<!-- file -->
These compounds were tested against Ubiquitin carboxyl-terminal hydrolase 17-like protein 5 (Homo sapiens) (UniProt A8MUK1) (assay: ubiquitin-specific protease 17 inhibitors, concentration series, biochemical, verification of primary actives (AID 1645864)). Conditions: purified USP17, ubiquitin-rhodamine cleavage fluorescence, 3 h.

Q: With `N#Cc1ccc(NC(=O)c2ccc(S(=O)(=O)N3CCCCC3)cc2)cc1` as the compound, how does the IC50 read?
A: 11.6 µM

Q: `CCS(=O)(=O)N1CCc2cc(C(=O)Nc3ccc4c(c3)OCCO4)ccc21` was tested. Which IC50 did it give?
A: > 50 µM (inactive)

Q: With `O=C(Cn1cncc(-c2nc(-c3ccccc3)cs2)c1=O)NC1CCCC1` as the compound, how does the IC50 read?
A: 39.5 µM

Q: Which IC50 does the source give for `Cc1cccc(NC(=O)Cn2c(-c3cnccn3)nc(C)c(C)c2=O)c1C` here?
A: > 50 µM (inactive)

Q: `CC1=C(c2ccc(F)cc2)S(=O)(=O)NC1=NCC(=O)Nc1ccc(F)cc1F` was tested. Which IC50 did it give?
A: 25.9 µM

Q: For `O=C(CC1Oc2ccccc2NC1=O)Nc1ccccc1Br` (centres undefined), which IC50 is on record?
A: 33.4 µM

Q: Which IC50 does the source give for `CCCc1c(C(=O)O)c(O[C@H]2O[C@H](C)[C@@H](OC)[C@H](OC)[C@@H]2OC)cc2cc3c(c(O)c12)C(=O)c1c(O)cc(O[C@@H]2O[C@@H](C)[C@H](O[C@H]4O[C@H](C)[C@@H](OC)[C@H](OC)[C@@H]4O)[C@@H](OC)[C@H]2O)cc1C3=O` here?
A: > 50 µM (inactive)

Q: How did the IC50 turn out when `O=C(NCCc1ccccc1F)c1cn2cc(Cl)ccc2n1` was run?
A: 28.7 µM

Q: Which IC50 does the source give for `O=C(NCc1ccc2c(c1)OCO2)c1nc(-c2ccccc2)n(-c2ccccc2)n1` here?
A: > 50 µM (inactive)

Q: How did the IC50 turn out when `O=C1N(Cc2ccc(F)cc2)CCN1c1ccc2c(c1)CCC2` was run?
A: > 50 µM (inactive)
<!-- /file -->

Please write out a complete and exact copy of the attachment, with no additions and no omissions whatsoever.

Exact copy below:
These compounds were tested against Ubiquitin carboxyl-terminal hydrolase 17-like protein 5 (Homo sapiens) (UniProt A8MUK1) (assay: ubiquitin-specific protease 17 inhibitors, concentration series, biochemical, verification of primary actives (AID 1645864)). Conditions: purified USP17, ubiquitin-rhodamine cleavage fluorescence, 3 h.

Q: With `N#Cc1ccc(NC(=O)c2ccc(S(=O)(=O)N3CCCCC3)cc2)cc1` as the compound, how does the IC50 read?
A: 11.6 µM

Q: `CCS(=O)(=O)N1CCc2cc(C(=O)Nc3ccc4c(c3)OCCO4)ccc21` was tested. Which IC50 did it give?
A: > 50 µM (inactive)

Q: With `O=C(Cn1cncc(-c2nc(-c3ccccc3)cs2)c1=O)NC1CCCC1` as the compound, how does the IC50 read?
A: 39.5 µM

Q: Which IC50 does the source give for `Cc1cccc(NC(=O)Cn2c(-c3cnccn3)nc(C)c(C)c2=O)c1C` here?
A: > 50 µM (inactive)

Q: `CC1=C(c2ccc(F)cc2)S(=O)(=O)NC1=NCC(=O)Nc1ccc(F)cc1F` was tested. Which IC50 did it give?
A: 25.9 µM

Q: For `O=C(CC1Oc2ccccc2NC1=O)Nc1ccccc1Br` (centres undefined), which IC50 is on record?
A: 33.4 µM

Q: Which IC50 does the source give for `CCCc1c(C(=O)O)c(O[C@H]2O[C@H](C)[C@@H](OC)[C@H](OC)[C@@H]2OC)cc2cc3c(c(O)c12)C(=O)c1c(O)cc(O[C@@H]2O[C@@H](C)[C@H](O[C@H]4O[C@H](C)[C@@H](OC)[C@H](OC)[C@@H]4O)[C@@H](OC)[C@H]2O)cc1C3=O` here?
A: > 50 µM (inactive)

Q: How did the IC50 turn out when `O=C(NCCc1ccccc1F)c1cn2cc(Cl)ccc2n1` was run?
A: 28.7 µM

Q: Which IC50 does the source give for `O=C(NCc1ccc2c(c1)OCO2)c1nc(-c2ccccc2)n(-c2ccccc2)n1` here?
A: > 50 µM (inactive)

Q: How did the IC50 turn out when `O=C1N(Cc2ccc(F)cc2)CCN1c1ccc2c(c1)CCC2` was run?
A: > 50 µM (inactive)